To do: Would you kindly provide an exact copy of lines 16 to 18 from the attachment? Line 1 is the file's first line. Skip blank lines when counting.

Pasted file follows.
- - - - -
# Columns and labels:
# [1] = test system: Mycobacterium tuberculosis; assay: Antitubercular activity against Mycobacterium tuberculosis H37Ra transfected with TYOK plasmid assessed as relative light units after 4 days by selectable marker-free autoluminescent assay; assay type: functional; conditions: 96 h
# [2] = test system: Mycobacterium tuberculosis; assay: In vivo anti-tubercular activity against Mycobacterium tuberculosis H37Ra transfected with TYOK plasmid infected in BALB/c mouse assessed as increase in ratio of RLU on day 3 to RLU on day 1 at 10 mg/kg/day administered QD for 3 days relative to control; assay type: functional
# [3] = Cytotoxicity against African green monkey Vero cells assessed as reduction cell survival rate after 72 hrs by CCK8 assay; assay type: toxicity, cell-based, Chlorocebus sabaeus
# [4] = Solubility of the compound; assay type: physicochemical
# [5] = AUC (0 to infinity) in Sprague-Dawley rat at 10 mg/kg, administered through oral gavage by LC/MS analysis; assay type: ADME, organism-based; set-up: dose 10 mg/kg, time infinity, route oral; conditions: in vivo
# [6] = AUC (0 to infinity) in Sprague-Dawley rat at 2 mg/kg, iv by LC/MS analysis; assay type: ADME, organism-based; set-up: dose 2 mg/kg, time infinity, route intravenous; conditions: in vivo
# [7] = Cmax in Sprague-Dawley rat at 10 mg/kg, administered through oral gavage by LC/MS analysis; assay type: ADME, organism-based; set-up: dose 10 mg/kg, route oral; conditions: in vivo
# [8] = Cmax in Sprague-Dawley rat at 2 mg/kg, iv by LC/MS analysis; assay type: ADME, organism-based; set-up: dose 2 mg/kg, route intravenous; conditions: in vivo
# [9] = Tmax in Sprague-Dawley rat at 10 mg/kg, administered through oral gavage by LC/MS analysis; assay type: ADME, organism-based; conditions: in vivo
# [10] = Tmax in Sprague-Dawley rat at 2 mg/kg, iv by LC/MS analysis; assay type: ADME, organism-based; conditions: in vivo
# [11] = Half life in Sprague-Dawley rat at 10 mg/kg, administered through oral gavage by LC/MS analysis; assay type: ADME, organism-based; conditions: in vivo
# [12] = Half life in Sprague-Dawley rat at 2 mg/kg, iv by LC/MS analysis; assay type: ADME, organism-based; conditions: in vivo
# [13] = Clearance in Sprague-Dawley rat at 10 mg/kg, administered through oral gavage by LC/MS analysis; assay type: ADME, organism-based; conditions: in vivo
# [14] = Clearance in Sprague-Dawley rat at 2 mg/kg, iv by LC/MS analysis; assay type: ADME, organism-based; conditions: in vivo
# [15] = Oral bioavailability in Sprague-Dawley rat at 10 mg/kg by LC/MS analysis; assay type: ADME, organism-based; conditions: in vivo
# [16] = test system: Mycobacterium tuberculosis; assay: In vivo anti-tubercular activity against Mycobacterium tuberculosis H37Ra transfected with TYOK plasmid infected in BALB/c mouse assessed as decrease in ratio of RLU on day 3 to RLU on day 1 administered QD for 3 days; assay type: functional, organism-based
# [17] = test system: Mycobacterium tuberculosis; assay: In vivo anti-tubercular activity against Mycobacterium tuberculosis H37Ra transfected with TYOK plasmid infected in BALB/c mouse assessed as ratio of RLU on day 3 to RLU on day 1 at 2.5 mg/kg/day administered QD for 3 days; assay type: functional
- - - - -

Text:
# [15] = Oral bioavailability in Sprague-Dawley rat at 10 mg/kg by LC/MS analysis; assay type: ADME, organism-based; conditions: in vivo
# [16] = test system: Mycobacterium tuberculosis; assay: In vivo anti-tubercular activity against Mycobacterium tuberculosis H37Ra transfected with TYOK plasmid infected in BALB/c mouse assessed as decrease in ratio of RLU on day 3 to RLU on day 1 administered QD for 3 days; assay type: functional, organism-based
# [17] = test system: Mycobacterium tuberculosis; assay: In vivo anti-tubercular activity against Mycobacterium tuberculosis H37Ra transfected with TYOK plasmid infected in BALB/c mouse assessed as ratio of RLU on day 3 to RLU on day 1 at 2.5 mg/kg/day administered QD for 3 days; assay type: functional